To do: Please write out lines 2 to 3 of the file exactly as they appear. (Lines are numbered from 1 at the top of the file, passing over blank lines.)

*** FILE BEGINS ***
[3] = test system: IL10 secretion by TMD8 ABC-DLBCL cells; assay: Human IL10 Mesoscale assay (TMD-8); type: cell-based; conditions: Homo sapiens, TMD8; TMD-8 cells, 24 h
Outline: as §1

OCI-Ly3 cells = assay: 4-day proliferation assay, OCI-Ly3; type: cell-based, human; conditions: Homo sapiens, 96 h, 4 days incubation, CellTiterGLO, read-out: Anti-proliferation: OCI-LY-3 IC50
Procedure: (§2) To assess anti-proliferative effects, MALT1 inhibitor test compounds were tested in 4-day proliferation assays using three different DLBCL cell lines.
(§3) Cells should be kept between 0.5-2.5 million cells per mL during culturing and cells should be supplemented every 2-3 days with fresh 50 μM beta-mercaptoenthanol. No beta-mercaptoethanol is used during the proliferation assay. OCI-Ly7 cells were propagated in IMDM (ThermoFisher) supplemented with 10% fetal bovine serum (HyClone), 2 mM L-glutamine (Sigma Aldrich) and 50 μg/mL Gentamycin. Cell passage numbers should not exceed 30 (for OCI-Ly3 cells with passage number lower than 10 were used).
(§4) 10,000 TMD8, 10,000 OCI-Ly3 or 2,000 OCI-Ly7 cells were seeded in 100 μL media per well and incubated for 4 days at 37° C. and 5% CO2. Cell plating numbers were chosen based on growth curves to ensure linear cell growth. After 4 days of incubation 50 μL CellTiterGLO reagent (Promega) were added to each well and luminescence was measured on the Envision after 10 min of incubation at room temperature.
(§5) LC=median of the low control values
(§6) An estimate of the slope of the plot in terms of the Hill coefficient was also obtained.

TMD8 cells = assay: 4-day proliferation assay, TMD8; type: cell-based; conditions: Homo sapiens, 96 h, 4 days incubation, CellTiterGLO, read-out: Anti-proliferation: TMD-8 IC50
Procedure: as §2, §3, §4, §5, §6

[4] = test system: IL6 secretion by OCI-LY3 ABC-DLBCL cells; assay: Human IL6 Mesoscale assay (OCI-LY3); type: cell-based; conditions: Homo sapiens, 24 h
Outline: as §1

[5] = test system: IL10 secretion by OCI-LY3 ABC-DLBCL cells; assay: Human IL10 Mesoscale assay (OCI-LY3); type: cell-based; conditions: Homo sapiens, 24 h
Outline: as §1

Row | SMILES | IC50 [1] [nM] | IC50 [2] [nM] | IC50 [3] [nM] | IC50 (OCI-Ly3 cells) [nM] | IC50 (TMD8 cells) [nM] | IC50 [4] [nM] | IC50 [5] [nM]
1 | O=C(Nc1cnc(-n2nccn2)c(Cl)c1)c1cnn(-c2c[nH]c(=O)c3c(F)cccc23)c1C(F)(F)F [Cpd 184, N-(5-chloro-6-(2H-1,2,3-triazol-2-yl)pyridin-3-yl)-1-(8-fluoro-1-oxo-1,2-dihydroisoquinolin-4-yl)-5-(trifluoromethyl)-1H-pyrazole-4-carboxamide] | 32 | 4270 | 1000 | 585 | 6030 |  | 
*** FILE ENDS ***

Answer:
Outline: as §1

OCI-Ly3 cells = assay: 4-day proliferation assay, OCI-Ly3; type: cell-based, human; conditions: Homo sapiens, 96 h, 4 days incubation, CellTiterGLO, read-out: Anti-proliferation: OCI-LY-3 IC50